“Our announcement today is the first in a three-step process giving details of the Emerging Preferred Route for each corridor. Although the Core Bus Corridors project is ambitious, it is needed now more than ever. Some of the decisions that need to be made may be difficult, but they are being made to enable bus journeys to be fast, reliable, punctual and convenient for passengers in Dublin.”
“We are acutely aware that a project such as this will have impacts for people who live on these bus corridors. As such, the 345 property owners who may be potentially affected by the first four corridors have been notified and we are in the process of engaging each of those in one-to-one meetings. The proposals we have put forward are not fixed or finalised. Only when we have engaged with those affected and with the general public will we decide on final preferred routes for each corridor.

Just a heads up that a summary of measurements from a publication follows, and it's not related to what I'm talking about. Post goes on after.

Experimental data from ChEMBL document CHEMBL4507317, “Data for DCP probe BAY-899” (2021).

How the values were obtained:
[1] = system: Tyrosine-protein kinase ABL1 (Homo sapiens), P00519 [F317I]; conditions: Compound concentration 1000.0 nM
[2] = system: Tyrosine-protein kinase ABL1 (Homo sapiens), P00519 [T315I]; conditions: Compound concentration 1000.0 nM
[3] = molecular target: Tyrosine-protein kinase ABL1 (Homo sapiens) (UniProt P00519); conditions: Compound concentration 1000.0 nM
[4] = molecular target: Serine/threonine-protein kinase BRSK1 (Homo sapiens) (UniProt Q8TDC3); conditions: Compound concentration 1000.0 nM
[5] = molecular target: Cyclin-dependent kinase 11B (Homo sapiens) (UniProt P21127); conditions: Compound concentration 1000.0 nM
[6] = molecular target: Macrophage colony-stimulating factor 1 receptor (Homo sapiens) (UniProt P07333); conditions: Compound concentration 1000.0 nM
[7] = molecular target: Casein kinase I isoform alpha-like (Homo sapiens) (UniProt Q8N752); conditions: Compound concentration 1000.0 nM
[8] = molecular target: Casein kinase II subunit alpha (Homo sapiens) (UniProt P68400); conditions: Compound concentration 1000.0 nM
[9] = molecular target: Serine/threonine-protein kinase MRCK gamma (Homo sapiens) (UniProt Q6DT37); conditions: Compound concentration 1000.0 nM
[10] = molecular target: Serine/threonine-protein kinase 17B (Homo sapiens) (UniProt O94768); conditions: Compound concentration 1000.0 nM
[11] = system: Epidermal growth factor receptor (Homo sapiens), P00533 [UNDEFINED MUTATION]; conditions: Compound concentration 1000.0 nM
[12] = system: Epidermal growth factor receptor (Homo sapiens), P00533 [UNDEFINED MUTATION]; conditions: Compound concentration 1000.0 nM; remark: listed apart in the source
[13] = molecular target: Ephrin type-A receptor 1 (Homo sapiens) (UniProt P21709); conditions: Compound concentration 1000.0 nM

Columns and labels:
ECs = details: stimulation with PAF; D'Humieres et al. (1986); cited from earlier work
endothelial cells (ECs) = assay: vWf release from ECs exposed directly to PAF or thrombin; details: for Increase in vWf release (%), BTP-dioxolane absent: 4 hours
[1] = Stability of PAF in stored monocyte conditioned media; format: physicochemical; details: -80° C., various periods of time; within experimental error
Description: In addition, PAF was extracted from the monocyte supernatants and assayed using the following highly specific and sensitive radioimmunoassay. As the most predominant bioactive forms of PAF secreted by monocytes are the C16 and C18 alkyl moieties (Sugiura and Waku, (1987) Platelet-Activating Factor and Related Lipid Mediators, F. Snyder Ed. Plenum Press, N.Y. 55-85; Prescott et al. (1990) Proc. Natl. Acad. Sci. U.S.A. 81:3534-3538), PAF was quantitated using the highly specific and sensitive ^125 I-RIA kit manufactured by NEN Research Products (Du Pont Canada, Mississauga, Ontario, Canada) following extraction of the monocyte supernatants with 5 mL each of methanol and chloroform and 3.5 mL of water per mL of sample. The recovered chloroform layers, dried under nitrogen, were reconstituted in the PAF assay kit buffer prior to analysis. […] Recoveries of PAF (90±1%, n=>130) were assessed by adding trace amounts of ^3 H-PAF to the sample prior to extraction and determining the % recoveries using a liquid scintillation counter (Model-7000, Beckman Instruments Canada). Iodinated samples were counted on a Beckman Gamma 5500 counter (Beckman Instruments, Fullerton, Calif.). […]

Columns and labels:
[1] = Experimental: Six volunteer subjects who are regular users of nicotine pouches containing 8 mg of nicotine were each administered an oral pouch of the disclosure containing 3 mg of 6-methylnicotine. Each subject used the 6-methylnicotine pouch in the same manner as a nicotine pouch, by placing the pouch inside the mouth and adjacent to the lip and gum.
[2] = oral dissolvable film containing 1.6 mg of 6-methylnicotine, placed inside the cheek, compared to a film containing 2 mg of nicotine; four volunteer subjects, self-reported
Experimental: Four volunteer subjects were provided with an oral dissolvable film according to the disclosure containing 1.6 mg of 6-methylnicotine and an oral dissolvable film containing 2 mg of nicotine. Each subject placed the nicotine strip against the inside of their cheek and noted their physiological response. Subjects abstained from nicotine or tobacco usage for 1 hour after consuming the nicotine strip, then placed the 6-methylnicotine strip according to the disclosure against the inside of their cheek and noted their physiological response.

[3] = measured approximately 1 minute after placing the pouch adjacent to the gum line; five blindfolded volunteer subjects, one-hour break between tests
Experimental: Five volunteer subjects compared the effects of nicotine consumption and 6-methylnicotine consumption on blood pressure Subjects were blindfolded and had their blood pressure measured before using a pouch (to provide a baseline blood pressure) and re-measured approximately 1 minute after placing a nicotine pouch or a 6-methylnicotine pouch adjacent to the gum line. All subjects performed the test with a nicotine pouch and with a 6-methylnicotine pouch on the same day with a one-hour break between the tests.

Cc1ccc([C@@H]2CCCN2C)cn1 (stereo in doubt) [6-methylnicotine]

“Today marks the beginning of a two-way dialogue with community residents and leaders. During the course of the project we are committed to establishing a Community Forum along each of the sixteen routes that enables us to listen directly to local concerns and to keep them informed and engaged.
“As part of that dialogue we intend to explore how we can create attractive local environments at key urban centres along each corridor. Through careful design we want to enhance those key centres with the provision of attractive landscaping, lighting, seating and other features that are appropriate for the areas. To achieve this, we will engage extensively with the relevant local authority and with local communities.
“The public consultation is an opportunity for the people of Dublin to have their say on each of the Core Bus Corridors proposed. We want to hear from them and whether the proposed route layout will work for them and, if not, what changes would they choose to make. Because it is important for people to realise that something needs to be done and not doing anything is not an option when it is expected that the 1.2 million population in the Greater Dublin Area will grow to 1.5 million by 2040.”
For further information on the four Emerging Preferred Routes announced today and details on the public consultation process, click here.